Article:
You know, I don’t even know to whom I’m speaking anymore. Look around, it’s always only the girls who come when I call. Many of our johns are just as dead as us, but do you see them here? No. Bang, bang, thank you, ma’am, as the sailors used to say. And then they get to sleep the sleep of the dead. Meanwhile we’re wandering, exhausted, famished ghosts with no hope of rest. What we’re looking for to appease our restless spirit we’ll never find, and what we need to still our hunger pangs is lost to that heaven where emperors rule and girls must remain girls forever.
Listen to me, it’s not too late. You can still fix things. Girls are not pigs to be hosed down and sold. We all return to where Seven Sisters once stood, because it’s the closest thing to home. But the club’s long gone, and even the abandoned space that stayed vacant for so many years has been transformed into a third-rate restaurant, famous mostly for its rat population. Maybe it’s just as well it’s gone, although for every Seven Sister who dies, a new one is born elsewhere in TST. You’d think one of those johns would at least come back and visit, maybe look for one of us? Like Manhattan, Kansas, and his earnest plea that I should come visit? Oh sure, they’ve had their wives and daughters or girlfriends and maybe even other younger, fresher girls. But I can’t go very far because my feet are gone, and I can’t reach out to strangle the ones who are still alive because my hands are gone as well. It’s a hell of an eternity, and if you had any sense you’d do something to turn this world around, find some way to right the wrongs, figure out a better way for me to die.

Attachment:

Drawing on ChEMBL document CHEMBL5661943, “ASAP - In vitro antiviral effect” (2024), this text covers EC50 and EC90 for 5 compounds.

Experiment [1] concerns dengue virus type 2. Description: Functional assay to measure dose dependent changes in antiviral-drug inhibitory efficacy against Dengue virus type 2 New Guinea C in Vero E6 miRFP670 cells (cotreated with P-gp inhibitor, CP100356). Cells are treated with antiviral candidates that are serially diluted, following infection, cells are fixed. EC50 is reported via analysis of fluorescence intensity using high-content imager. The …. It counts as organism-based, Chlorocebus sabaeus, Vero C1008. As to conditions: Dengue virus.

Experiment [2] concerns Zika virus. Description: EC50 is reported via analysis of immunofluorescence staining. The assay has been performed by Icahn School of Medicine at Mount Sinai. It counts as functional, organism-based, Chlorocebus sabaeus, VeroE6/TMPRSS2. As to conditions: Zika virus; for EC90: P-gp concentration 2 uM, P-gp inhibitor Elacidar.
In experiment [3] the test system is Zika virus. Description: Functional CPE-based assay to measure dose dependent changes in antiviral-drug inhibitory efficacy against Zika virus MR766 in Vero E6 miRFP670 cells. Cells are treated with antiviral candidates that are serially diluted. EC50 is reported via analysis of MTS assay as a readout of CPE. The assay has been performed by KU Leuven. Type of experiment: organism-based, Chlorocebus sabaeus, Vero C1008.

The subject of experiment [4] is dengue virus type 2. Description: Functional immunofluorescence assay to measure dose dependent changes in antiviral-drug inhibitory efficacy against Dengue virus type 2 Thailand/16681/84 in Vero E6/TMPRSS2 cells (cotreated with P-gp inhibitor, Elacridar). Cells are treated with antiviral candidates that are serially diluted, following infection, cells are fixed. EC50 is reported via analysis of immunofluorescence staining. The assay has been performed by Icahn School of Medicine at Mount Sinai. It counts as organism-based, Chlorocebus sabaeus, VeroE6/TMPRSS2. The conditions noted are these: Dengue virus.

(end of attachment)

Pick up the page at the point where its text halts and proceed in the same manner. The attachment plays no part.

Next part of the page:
Listen to me, it’s not about fate. We girls love to chatter on about fate because it’s a small comfort to think that really, there’s nothing to be done so why not just shut up and die the hand you’re dealt? But look at us, we’re all here, and we haven’t shut up, not like those johns whose dead-to-the-world sleep is peacefully silent. There’s only one thing I’m sure of and that is that I have to keep talking-story until you hear me, until you truly listen, until you fix this mess you call life. Fix things so that girls like me can become women, need not always be enslaved, stripped, beaten, fucked, or treated like dolls, created just to satisfy impersonal lusts. You will hear us, me, one of these days, because I know you can if you try.
Listen, it’s never too late. Just listen.
Excerpted from “TST” by Xu Xi, copyright 2018 by Xu Xi, included in the anthology Hong Kong Noir edited by Jason Y. Ng and Susan Blumberg-kason. Used with permission of the author and akashic Books (akashicbooks.com).